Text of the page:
Economists’ forecasts: Policies will not stop house price rises


Government initiatives to support home ownership and build new houses will fail to have any real impact in 2016, with UK property prices expected to keep climbing.

None of the 88 economists who responded to this question* suggested a general fall in prices — 54 said current policies would either have little impact, or would only succeed in increasing demand.

In this year’s Autumn Statement, the chancellor announced a new 3 per cent stamp duty surcharge on buy to let and second home buyers from April, while also promising new affordable homes and a Help to Buy scheme focused on London.

But even among sympathetic economists, the near-unanimous view is that the measures only scratch the surface of a fundamental problem.

Chris Martin, professor of economics at the University of Bath, did not “expect any change from the pattern of overblown government promises and no action”.

Ryan Bourne, head of public policy at the Institute of Economic Affairs, said he expected prices to “stabilise somewhat this year” but added they were “still much higher than they need be due to a restricted supply-side. Undoing this damage would take a generation, as the new building required would be a small proportion of the existing stock — meaning it would take a long time for any liberalisation to make an observable difference to affordability”.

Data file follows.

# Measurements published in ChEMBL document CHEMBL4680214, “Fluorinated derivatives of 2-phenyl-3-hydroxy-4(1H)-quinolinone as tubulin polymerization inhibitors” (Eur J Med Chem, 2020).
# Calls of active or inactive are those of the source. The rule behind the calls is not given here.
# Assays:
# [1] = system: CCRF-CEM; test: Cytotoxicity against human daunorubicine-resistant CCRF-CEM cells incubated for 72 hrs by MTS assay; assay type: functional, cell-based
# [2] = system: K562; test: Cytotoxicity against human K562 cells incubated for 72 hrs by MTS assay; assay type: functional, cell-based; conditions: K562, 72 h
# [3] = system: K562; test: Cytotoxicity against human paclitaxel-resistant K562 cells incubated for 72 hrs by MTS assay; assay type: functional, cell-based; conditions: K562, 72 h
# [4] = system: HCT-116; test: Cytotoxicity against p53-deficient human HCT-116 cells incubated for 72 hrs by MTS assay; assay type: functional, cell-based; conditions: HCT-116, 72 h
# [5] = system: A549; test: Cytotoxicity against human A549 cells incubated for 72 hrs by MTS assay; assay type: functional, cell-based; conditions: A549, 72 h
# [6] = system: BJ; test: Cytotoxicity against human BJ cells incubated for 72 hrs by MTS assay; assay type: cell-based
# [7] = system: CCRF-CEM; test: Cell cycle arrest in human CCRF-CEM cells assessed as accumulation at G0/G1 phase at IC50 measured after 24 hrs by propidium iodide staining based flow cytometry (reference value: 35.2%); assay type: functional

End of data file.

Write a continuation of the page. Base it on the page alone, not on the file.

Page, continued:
Ethan Ilzetzki, a lecturer at London School of Economics, said recent announcements were a “continuation of a long tradition of a pittance on the supply side and highly inefficient subsidies to boost housing demand”.

He added that while the Autumn Statement promised 400,000 new affordable housing starts, this was still not sufficient to keep up with population growth and that with no meaningful increase in supply, the help-to-buy measures “translate one-to-one into housing prices. They are therefore a subsidy to existing homeowners, not new buyers”.

While prices are expected to continue rising faster than incomes, none of the respondents expect anything like the double-digit increases commonplace in the south over the past few years.

Many noted that a likely small increase in interest rates — and more possible action from the FPC on affordability criteria — could help dampen down froth.

It is only at the top end of the London property market, where prices are expected to be hit by the threat of Brexit, reduced interest from foreign investors and higher levels of stamp duty, where there is any expectation for a fall.